1. Two parameter dot plot analysis as shown in Fig 3 allowed for the identification of four different populations in the lymphocyte, monocyte and granulocyte gate respectively. Because of rounding, not all percentages add to 100.

167·726·52·80·32·60·939·157·50·60·139·060·3
275·22·37·614·85·20·333·461·20·70·331·667·5
369·524·24·12·39·92·653·534·10·80·169·030·1
Mean ± SEM70·8 ± 2·317·7 ± 7·74·8 ± 1·45·8 ± 4·55·9 ± 2·11·3 ± 0·742·0 ± 6·050·9 ± 8·50·7 ± 0·10·2 ± 0·146·5 ± 11·452·6 ± 11·5

Discussion

  1. Top of page
  2. Abstract
  3. Patients and methods
  4. Results
  5. Discussion
  6. Acknowledgments
  7. References

We have previously shown that the normal cellular isoform of the prion protein, PrPC, is differentially expressed on peripheral blood leucocytes of healthy human donors depending on the activation and developmental status of these cells (Dürig et al, 2000). In the present study, we demonstrate that PB leucocytes from patients with PNH exhibit reduced PrPC surface expression levels compared with normal controls. Leucocyte subset analysis revealed significantly reduced PrPC expression in the monocyte and granulocyte populations of all patients analysed (n = 5), whereas only one patient showed a PrPC-deficient lymphocyte subpopulation. This latter observation was consistent with previous reports demonstrating highly variable but mostly small GPI-deficient lymphocyte clones in the majority of PNH patients (Richards et al, 1999). Thus, it appears possible that a more detailed lymphocyte subset analysis in our patients may reveal further abnormalities in terms of PrPC expression currently not being detected by gating on all lymphocytes. The larger proportion of PNH cells observed in the granulomonocytic and erythroid lineages compared with the lymhoid/natural killer cell compartment is thought to reflect differences in the proliferation and development of these cells in the context of the bone marrow and thymic microenvironments (Richards et al, 1999). Whether PB granulocytes express PrPC has not been unambiguously demonstrated to date. The degree of expression that we (Dürig et al, 2000) and colleagues (Dodelet & Cashman, 1998; Barclay et al, 1999) found using flow cytometry was so low that its interpretation remained conjectural. Our current experiments demonstrating significantly reduced PrPC staining in PNH granulocytes compared with their normal counterparts now unequivocally show that normal PB granulocytes constitutively express low levels of PrPC.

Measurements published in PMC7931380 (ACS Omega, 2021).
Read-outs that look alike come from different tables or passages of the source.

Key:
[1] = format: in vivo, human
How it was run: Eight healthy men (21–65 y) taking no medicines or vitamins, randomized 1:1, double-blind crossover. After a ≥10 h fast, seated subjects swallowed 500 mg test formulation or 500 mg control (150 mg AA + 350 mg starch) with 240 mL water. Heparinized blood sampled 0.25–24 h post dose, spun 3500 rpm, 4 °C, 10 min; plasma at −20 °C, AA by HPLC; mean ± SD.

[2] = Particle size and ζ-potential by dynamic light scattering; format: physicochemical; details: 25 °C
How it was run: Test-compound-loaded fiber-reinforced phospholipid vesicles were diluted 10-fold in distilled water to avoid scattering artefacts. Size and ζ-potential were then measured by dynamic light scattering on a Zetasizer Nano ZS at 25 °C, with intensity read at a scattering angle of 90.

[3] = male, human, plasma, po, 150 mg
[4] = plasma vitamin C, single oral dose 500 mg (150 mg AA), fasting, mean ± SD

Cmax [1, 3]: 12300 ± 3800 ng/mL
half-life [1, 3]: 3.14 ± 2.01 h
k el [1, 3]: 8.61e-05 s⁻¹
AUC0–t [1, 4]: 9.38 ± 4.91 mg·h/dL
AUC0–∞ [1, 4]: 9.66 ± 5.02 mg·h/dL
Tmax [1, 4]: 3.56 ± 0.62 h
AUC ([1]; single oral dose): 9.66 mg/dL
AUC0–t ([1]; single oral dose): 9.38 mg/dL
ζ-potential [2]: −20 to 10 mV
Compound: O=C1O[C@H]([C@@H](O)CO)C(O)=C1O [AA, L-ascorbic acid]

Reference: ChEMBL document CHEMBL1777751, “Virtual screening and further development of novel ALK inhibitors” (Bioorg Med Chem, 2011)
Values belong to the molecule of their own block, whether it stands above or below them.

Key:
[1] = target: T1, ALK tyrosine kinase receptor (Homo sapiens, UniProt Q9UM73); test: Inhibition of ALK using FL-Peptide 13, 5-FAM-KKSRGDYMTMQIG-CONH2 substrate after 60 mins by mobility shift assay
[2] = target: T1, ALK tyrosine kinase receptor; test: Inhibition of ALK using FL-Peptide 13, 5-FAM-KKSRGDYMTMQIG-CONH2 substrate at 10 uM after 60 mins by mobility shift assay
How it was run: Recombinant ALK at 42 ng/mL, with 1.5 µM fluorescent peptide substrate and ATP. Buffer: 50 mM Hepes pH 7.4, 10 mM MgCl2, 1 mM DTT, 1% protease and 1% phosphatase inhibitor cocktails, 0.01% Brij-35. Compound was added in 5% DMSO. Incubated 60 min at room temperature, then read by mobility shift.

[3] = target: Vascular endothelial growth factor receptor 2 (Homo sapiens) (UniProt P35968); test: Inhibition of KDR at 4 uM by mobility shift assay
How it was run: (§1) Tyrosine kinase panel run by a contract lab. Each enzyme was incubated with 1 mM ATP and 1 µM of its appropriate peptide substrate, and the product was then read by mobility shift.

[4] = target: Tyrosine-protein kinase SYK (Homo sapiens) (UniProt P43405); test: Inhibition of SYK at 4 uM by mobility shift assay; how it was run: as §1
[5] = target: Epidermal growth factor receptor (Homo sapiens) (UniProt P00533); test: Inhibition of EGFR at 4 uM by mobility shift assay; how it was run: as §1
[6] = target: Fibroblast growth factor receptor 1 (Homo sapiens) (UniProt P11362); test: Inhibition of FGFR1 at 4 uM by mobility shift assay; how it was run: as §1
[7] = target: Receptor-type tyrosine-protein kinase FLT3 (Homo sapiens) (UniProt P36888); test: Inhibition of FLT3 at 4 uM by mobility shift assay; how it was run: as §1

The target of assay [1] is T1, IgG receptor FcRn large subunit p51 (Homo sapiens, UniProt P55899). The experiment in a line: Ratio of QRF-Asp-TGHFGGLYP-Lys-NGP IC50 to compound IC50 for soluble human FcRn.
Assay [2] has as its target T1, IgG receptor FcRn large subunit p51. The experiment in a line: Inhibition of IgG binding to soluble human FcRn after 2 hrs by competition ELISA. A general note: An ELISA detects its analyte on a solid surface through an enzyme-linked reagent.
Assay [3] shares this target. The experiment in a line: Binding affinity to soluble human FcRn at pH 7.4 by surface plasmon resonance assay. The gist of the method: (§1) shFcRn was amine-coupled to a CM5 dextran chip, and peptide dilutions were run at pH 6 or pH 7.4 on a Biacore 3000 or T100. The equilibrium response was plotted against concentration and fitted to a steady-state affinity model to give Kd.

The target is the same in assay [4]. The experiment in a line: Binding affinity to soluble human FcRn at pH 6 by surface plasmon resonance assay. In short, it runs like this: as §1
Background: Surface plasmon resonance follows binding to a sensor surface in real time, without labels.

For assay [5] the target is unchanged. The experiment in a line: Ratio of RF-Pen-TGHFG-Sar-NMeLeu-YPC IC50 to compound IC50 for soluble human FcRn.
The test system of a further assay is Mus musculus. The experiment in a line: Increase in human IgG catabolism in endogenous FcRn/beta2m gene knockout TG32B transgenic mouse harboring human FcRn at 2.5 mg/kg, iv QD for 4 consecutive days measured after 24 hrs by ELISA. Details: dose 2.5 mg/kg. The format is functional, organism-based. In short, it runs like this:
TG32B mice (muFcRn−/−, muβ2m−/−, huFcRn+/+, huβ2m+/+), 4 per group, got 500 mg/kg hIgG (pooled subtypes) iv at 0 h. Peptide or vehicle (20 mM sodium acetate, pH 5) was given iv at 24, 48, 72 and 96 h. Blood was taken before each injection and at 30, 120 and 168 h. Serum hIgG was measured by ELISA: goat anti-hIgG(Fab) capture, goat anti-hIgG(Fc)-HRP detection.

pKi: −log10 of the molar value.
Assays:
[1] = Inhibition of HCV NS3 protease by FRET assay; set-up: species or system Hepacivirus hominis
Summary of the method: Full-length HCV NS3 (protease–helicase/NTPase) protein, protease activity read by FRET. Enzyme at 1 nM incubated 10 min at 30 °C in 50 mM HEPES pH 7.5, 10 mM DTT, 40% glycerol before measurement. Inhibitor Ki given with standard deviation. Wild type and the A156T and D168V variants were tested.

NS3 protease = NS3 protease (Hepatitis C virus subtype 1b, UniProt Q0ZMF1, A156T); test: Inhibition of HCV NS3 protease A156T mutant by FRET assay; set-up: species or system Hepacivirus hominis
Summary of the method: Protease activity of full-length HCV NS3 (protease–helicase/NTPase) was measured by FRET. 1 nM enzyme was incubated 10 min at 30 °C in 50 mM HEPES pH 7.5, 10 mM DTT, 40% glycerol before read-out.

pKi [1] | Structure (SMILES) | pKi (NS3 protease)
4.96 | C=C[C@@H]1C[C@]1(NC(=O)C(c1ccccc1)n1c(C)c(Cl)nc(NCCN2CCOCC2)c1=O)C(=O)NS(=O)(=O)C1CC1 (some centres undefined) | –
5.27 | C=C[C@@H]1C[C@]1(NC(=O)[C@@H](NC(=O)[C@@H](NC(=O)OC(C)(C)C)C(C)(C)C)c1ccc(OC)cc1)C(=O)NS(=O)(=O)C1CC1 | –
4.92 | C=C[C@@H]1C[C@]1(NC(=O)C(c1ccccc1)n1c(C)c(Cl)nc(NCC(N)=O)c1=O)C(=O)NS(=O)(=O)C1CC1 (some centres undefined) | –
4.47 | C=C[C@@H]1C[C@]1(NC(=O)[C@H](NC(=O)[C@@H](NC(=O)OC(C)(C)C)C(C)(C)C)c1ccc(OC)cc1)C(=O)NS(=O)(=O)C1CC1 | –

It is well established that the somatic mutations of the PIG-A gene are varied and have differential effects on the GPI biosynthetic pathway, some of which result in the complete absence of GPI-anchored molecules while others may allow a small quantity of GPI-anchor to be produced (Hillmen & Richards, 2000). This may also explain the commonly observed variability in the expression of different GPI-linked antigens on a particular PNH cell (Piedras & Lopez-Karpovitch, 2000). For instance, in the present study, we found that CD55 antigen expression did not delineate abnormal erythrocytes and granulocytes as well as anti-CD59 did (P≤ 0·05; Table I), confirming a recent study by Piedras & Lopez-Karpovitch (2000). To further analyse PrPC expression in PNH leucocyte populations compared with that of other GPI-linked cell surface molecules, we performed two-colour flow cytometry using the PrP specific antibody 3F4 in conjunction with a mAb directed against CD59. Not surprisingly, the two antibodies identified overlapping but not completely identical PNH cell populations (Table II).

In conclusion, our data provide indirect evidence that PrPC is indeed linked via a GPI-anchor to the plasma membrane of blood cells, confirming previous studies showing that PrPC surface expression on platelets can be reduced by treatment of cells with phosphatidylinositol-specific phospholipase C (Barclay et al, 1999).

Acknowledgments

  1. Top of page
  2. Abstract
  3. Patients and methods
  4. Results
  5. Discussion
  6. Acknowledgments
  7. References

We gratefully acknowledge the excellent technical assistance of Ms. K. Halfmeyer and Ms. M. Skubatz. We thank Prof. H. Diringer (Robert-Koch-Institut, Berlin, Germany) for providing mAb 3F4.

References

  1. Top of page
  2. Abstract
  3. Patients and methods
  4. Results
  5. Discussion
  6. Acknowledgments
  7. References